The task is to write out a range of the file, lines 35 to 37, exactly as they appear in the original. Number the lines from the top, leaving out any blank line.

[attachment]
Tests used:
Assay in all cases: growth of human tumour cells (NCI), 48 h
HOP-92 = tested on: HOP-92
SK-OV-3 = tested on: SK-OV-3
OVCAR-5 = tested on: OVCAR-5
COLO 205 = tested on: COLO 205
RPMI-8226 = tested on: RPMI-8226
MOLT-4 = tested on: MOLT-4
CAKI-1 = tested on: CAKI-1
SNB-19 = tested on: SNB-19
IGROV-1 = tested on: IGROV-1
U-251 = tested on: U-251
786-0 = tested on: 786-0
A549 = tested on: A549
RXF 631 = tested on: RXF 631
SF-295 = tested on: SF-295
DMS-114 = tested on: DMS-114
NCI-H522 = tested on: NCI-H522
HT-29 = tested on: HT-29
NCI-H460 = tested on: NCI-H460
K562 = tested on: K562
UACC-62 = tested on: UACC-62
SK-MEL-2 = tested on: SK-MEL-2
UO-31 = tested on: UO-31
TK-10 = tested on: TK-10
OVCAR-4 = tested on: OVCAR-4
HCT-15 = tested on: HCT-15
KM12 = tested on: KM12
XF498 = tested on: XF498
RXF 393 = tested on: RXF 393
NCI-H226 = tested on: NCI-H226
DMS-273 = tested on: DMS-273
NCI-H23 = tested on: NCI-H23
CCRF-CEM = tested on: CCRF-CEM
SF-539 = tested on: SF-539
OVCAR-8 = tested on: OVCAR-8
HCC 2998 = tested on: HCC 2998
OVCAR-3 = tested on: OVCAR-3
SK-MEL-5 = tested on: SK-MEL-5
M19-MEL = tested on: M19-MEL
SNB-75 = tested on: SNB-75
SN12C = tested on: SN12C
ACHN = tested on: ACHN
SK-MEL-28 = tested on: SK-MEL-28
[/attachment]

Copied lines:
SF-539 = tested on: SF-539
OVCAR-8 = tested on: OVCAR-8
HCC 2998 = tested on: HCC 2998